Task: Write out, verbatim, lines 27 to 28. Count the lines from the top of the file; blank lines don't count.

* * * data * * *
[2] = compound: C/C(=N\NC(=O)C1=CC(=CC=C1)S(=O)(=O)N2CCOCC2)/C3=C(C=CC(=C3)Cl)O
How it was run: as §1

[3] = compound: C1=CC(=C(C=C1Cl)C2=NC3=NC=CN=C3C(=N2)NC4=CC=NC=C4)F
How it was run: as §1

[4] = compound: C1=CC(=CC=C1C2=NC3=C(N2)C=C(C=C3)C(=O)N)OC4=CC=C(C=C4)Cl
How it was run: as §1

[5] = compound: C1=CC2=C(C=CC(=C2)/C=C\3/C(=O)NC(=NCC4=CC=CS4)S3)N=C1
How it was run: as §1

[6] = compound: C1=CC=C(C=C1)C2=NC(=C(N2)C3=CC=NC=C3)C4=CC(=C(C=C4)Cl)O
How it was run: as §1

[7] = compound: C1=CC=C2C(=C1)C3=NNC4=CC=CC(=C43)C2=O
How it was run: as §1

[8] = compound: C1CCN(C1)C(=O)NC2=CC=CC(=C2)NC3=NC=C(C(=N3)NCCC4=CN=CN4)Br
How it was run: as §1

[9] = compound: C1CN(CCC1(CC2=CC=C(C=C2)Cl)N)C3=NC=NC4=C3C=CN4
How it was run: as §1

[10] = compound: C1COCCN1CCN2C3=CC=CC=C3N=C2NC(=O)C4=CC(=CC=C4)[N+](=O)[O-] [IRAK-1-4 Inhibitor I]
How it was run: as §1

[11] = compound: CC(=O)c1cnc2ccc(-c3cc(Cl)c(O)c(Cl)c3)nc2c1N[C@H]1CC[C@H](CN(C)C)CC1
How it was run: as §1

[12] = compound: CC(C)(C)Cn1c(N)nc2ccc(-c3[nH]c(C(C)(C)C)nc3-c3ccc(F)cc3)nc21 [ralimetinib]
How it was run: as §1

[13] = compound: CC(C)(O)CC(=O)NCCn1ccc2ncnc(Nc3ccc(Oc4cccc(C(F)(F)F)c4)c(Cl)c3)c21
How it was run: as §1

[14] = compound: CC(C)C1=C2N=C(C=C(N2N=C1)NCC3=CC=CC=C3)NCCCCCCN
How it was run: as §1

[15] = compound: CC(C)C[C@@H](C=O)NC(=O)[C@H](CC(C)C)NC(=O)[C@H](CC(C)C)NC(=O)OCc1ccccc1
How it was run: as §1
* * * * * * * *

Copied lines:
[15] = compound: CC(C)C[C@@H](C=O)NC(=O)[C@H](CC(C)C)NC(=O)[C@H](CC(C)C)NC(=O)OCc1ccccc1
How it was run: as §1